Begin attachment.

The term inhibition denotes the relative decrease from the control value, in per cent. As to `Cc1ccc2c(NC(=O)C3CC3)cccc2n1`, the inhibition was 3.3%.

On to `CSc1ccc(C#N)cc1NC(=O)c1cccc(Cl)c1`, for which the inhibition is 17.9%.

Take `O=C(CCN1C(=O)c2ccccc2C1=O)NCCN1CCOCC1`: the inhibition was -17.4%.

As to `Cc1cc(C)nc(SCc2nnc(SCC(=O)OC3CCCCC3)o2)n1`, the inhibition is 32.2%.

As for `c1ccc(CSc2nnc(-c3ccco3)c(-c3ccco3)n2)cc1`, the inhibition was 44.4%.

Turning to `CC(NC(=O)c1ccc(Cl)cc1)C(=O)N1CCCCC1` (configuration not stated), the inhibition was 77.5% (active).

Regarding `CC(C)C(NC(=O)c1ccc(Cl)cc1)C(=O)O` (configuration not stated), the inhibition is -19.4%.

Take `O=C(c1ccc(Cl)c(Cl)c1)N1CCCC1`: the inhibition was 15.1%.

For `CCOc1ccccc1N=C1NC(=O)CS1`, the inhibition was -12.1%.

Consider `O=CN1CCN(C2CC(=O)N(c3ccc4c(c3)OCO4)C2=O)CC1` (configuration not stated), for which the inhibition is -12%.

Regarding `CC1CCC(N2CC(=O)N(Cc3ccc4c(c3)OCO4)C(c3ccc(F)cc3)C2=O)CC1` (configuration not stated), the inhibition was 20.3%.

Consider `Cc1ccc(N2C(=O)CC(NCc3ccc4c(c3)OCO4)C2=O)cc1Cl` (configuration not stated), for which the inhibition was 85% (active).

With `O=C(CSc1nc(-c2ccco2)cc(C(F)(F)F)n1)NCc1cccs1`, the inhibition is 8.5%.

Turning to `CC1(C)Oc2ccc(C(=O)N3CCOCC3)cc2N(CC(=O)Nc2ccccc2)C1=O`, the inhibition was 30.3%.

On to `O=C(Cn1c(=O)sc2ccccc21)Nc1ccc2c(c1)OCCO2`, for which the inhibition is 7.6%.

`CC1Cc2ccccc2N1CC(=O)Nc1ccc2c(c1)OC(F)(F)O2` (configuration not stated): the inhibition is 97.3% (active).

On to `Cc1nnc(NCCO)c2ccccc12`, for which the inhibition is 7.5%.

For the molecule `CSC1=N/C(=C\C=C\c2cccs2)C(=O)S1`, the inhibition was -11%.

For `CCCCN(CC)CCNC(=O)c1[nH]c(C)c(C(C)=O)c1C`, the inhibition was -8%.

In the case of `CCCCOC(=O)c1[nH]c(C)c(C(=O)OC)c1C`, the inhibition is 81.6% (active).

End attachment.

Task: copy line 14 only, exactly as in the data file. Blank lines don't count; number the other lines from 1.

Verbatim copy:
Turning to `CC1(C)Oc2ccc(C(=O)N3CCOCC3)cc2N(CC(=O)Nc2ccccc2)C1=O`, the inhibition was 30.3%.